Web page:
Braymer said she will always fight to keep property taxes from going up.
She is an environmental lawyer by trade and wants to see the addition of a “conservation subdivision design bill” to the Adirondack Park Agency Act, which she said would streamline process for developers so they can responsibly develop in the park.
She said she began caring about maintaining the environment when she visited the Adirondacks in her youth. She suggested the state introduce a park-wide invasive species boat inspection program.
Braymer said she is endorsed by the Sierra Club.
She is also endorsed by, among others, the state Police Benevolent Association — which represents state Department of Conservation forest rangers. That stands out in an election year when Republicans are often campaigning on a “law and order” platform and touting police endorsements.
“I care about our law enforcement,” Braymer said. “I want to support them.”
She said she believes the state should hire more rangers to keep DEC staff from being “stretched thin.”
“Our governor and the commissioner of the DEC are not providing them with the staff support that they need,” Braymer said.
“I want you to clap if you think that Washington is working right now just the way it ought to be,” Cobb said at the beginning of her speech.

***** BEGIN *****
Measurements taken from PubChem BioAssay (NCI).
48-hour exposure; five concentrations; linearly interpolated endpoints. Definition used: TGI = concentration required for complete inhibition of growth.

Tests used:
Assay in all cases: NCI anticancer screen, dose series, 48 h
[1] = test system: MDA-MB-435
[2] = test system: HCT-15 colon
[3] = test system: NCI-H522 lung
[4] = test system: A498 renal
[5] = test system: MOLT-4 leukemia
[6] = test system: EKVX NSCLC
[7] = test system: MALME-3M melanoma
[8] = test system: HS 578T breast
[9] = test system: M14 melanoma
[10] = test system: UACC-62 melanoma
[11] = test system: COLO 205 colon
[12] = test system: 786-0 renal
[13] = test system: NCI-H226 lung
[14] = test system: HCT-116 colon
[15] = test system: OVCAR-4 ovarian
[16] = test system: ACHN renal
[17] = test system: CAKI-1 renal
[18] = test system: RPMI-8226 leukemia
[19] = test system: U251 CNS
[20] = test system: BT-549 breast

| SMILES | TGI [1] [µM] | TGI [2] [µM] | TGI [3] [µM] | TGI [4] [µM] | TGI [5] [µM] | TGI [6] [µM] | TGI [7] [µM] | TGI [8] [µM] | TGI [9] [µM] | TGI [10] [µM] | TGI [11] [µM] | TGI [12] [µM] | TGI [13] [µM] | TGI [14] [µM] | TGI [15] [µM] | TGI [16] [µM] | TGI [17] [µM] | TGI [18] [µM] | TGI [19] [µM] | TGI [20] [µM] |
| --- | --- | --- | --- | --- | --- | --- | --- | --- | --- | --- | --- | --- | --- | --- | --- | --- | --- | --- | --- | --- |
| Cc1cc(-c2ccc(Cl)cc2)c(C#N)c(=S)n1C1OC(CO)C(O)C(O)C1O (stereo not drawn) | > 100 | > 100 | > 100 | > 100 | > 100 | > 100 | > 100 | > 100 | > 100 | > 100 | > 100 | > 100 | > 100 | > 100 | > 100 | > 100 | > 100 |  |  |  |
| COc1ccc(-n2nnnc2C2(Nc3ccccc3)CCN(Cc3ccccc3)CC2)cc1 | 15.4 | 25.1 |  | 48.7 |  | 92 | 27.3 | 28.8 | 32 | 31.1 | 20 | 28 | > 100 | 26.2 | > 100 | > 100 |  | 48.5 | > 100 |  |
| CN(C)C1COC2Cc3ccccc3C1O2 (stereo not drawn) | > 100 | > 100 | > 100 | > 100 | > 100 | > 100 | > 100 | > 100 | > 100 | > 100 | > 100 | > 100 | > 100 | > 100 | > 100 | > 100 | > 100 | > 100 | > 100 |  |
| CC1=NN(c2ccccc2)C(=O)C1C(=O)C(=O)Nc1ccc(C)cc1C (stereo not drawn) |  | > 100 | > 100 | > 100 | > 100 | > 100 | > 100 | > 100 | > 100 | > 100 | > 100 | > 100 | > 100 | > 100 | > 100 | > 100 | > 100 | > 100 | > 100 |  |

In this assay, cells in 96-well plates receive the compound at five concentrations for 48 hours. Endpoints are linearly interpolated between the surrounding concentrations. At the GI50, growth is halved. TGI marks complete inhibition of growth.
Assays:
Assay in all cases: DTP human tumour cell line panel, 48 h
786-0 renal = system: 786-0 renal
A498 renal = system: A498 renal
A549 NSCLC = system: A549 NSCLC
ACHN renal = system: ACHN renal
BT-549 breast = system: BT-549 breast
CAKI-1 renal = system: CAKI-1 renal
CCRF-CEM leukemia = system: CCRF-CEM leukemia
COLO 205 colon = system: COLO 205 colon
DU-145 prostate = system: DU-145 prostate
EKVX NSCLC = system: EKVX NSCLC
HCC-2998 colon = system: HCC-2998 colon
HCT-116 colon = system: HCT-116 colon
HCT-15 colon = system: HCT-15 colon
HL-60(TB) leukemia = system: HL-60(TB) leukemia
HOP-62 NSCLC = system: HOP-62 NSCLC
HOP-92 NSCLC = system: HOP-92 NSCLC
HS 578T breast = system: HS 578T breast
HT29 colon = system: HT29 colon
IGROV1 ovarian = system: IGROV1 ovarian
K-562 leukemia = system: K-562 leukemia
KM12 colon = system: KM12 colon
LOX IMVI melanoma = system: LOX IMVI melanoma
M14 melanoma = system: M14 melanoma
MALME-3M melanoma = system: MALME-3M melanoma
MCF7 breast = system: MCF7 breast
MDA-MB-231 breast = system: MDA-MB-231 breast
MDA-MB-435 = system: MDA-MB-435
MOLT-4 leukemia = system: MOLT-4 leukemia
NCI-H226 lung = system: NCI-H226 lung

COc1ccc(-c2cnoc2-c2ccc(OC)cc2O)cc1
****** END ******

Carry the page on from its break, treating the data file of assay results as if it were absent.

The crowd was silent with the exception of someone’s dog barking.
Her speech followed a pattern. She would say a certain issue is “on the ballot,” explain the issue and then say, “Elect me,” followed by her campaign promise.
Health care is the main focus of her campaign, and she said it is the reason she got into national politics. Cobb told the crowd about how in 2015 her daughter Aida got an emergency back surgery a month before Cobb lost her job and her job-supplied health insurance. She said this is “too familiar a story.”
She said she supports a Medicare public option.
“I will never vote to cut a dime from Medicare or Social Security, and I will never vote to raise the retirement age,” Cobb said.
“Fort Drum, troop safety and force protection are on the ballot,” Cobb said.
She again accused Stefanik of being “silent” on reports that Russia paid members of the Taliban to kill American troops. Stefanik has not been completely silent on the bounty issue, but she has not been particularly vocal or critical of Russia. Stefanik has said the bounty accusation has not been verified.